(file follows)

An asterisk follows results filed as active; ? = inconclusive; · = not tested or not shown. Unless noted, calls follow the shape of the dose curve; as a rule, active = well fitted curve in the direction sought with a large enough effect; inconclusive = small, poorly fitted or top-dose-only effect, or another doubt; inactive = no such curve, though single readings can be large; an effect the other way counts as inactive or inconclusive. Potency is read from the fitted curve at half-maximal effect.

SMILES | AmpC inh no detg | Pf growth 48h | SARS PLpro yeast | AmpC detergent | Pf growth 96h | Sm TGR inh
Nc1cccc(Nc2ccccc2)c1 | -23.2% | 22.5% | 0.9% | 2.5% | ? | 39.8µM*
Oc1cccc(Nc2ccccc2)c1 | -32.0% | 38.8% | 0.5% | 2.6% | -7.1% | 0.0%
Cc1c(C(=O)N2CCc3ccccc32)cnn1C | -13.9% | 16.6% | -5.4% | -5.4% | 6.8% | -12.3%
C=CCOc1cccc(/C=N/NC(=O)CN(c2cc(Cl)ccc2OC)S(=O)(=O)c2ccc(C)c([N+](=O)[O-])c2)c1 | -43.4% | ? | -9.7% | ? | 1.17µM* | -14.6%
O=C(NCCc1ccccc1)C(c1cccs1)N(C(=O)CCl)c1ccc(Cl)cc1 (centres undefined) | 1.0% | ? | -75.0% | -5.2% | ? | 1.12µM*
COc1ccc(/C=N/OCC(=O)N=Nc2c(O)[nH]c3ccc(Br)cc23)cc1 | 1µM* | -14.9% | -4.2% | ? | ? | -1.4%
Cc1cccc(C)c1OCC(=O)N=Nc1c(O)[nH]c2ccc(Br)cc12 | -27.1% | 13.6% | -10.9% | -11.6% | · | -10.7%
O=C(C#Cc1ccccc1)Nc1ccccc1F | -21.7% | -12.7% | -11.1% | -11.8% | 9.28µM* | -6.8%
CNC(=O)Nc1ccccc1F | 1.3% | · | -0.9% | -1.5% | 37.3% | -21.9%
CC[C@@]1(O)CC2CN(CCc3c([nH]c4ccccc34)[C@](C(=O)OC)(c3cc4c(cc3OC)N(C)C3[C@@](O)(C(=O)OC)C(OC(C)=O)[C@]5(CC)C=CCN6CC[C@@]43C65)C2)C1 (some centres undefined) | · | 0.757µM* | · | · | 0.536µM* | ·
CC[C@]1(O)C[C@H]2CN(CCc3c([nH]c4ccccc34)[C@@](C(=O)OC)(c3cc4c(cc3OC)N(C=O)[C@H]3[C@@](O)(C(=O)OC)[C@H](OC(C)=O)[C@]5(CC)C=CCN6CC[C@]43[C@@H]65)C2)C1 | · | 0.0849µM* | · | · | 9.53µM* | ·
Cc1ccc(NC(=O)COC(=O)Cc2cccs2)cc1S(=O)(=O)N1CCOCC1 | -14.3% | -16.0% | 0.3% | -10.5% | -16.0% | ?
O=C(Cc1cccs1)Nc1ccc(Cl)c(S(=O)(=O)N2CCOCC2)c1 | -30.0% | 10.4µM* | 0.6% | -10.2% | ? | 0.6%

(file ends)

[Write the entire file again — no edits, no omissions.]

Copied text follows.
An asterisk follows results filed as active; ? = inconclusive; · = not tested or not shown. Unless noted, calls follow the shape of the dose curve; as a rule, active = well fitted curve in the direction sought with a large enough effect; inconclusive = small, poorly fitted or top-dose-only effect, or another doubt; inactive = no such curve, though single readings can be large; an effect the other way counts as inactive or inconclusive. Potency is read from the fitted curve at half-maximal effect.

SMILES | AmpC inh no detg | Pf growth 48h | SARS PLpro yeast | AmpC detergent | Pf growth 96h | Sm TGR inh
Nc1cccc(Nc2ccccc2)c1 | -23.2% | 22.5% | 0.9% | 2.5% | ? | 39.8µM*
Oc1cccc(Nc2ccccc2)c1 | -32.0% | 38.8% | 0.5% | 2.6% | -7.1% | 0.0%
Cc1c(C(=O)N2CCc3ccccc32)cnn1C | -13.9% | 16.6% | -5.4% | -5.4% | 6.8% | -12.3%
C=CCOc1cccc(/C=N/NC(=O)CN(c2cc(Cl)ccc2OC)S(=O)(=O)c2ccc(C)c([N+](=O)[O-])c2)c1 | -43.4% | ? | -9.7% | ? | 1.17µM* | -14.6%
O=C(NCCc1ccccc1)C(c1cccs1)N(C(=O)CCl)c1ccc(Cl)cc1 (centres undefined) | 1.0% | ? | -75.0% | -5.2% | ? | 1.12µM*
COc1ccc(/C=N/OCC(=O)N=Nc2c(O)[nH]c3ccc(Br)cc23)cc1 | 1µM* | -14.9% | -4.2% | ? | ? | -1.4%
Cc1cccc(C)c1OCC(=O)N=Nc1c(O)[nH]c2ccc(Br)cc12 | -27.1% | 13.6% | -10.9% | -11.6% | · | -10.7%
O=C(C#Cc1ccccc1)Nc1ccccc1F | -21.7% | -12.7% | -11.1% | -11.8% | 9.28µM* | -6.8%
CNC(=O)Nc1ccccc1F | 1.3% | · | -0.9% | -1.5% | 37.3% | -21.9%
CC[C@@]1(O)CC2CN(CCc3c([nH]c4ccccc34)[C@](C(=O)OC)(c3cc4c(cc3OC)N(C)C3[C@@](O)(C(=O)OC)C(OC(C)=O)[C@]5(CC)C=CCN6CC[C@@]43C65)C2)C1 (some centres undefined) | · | 0.757µM* | · | · | 0.536µM* | ·
CC[C@]1(O)C[C@H]2CN(CCc3c([nH]c4ccccc34)[C@@](C(=O)OC)(c3cc4c(cc3OC)N(C=O)[C@H]3[C@@](O)(C(=O)OC)[C@H](OC(C)=O)[C@]5(CC)C=CCN6CC[C@]43[C@@H]65)C2)C1 | · | 0.0849µM* | · | · | 9.53µM* | ·
Cc1ccc(NC(=O)COC(=O)Cc2cccs2)cc1S(=O)(=O)N1CCOCC1 | -14.3% | -16.0% | 0.3% | -10.5% | -16.0% | ?
O=C(Cc1cccs1)Nc1ccc(Cl)c(S(=O)(=O)N2CCOCC2)c1 | -30.0% | 10.4µM* | 0.6% | -10.2% | ? | 0.6%